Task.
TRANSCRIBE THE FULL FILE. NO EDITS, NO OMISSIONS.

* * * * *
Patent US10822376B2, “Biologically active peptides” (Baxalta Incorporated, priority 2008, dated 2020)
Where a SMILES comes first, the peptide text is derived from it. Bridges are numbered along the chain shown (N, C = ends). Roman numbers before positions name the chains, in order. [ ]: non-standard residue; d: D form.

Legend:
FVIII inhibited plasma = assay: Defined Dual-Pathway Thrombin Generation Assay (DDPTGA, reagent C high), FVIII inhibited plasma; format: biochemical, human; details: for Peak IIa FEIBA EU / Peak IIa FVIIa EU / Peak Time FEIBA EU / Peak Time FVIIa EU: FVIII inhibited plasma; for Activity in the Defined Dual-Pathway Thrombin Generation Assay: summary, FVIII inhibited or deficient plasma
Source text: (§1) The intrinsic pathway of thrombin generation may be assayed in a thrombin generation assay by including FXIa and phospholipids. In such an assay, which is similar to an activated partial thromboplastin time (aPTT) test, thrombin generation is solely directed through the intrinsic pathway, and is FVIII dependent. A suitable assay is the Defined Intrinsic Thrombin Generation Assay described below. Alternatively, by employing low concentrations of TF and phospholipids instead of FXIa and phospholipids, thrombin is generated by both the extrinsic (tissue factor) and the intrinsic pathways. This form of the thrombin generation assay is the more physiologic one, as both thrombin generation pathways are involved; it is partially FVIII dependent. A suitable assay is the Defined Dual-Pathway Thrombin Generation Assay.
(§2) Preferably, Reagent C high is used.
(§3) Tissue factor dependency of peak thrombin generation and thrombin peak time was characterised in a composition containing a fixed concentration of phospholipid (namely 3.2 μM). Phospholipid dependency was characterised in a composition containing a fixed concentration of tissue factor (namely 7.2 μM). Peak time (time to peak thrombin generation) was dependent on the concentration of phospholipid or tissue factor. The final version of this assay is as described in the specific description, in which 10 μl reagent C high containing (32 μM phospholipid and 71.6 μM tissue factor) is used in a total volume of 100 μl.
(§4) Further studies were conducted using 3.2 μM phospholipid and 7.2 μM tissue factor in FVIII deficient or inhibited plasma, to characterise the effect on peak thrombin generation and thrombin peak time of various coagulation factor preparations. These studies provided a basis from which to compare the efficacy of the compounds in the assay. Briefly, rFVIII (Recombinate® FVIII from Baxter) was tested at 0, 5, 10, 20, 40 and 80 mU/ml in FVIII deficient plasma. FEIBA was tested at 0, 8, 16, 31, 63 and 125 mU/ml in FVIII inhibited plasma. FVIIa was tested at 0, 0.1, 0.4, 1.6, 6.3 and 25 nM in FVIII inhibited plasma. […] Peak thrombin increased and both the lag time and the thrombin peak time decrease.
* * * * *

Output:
Patent US10822376B2, “Biologically active peptides” (Baxalta Incorporated, priority 2008, dated 2020)
Where a SMILES comes first, the peptide text is derived from it. Bridges are numbered along the chain shown (N, C = ends). Roman numbers before positions name the chains, in order. [ ]: non-standard residue; d: D form.

Legend:
FVIII inhibited plasma = assay: Defined Dual-Pathway Thrombin Generation Assay (DDPTGA, reagent C high), FVIII inhibited plasma; format: biochemical, human; details: for Peak IIa FEIBA EU / Peak IIa FVIIa EU / Peak Time FEIBA EU / Peak Time FVIIa EU: FVIII inhibited plasma; for Activity in the Defined Dual-Pathway Thrombin Generation Assay: summary, FVIII inhibited or deficient plasma
Source text: (§1) The intrinsic pathway of thrombin generation may be assayed in a thrombin generation assay by including FXIa and phospholipids. In such an assay, which is similar to an activated partial thromboplastin time (aPTT) test, thrombin generation is solely directed through the intrinsic pathway, and is FVIII dependent. A suitable assay is the Defined Intrinsic Thrombin Generation Assay described below. Alternatively, by employing low concentrations of TF and phospholipids instead of FXIa and phospholipids, thrombin is generated by both the extrinsic (tissue factor) and the intrinsic pathways. This form of the thrombin generation assay is the more physiologic one, as both thrombin generation pathways are involved; it is partially FVIII dependent. A suitable assay is the Defined Dual-Pathway Thrombin Generation Assay.
(§2) Preferably, Reagent C high is used.
(§3) Tissue factor dependency of peak thrombin generation and thrombin peak time was characterised in a composition containing a fixed concentration of phospholipid (namely 3.2 μM). Phospholipid dependency was characterised in a composition containing a fixed concentration of tissue factor (namely 7.2 μM). Peak time (time to peak thrombin generation) was dependent on the concentration of phospholipid or tissue factor. The final version of this assay is as described in the specific description, in which 10 μl reagent C high containing (32 μM phospholipid and 71.6 μM tissue factor) is used in a total volume of 100 μl.
(§4) Further studies were conducted using 3.2 μM phospholipid and 7.2 μM tissue factor in FVIII deficient or inhibited plasma, to characterise the effect on peak thrombin generation and thrombin peak time of various coagulation factor preparations. These studies provided a basis from which to compare the efficacy of the compounds in the assay. Briefly, rFVIII (Recombinate® FVIII from Baxter) was tested at 0, 5, 10, 20, 40 and 80 mU/ml in FVIII deficient plasma. FEIBA was tested at 0, 8, 16, 31, 63 and 125 mU/ml in FVIII inhibited plasma. FVIIa was tested at 0, 0.1, 0.4, 1.6, 6.3 and 25 nM in FVIII inhibited plasma. […] Peak thrombin increased and both the lag time and the thrombin peak time decrease.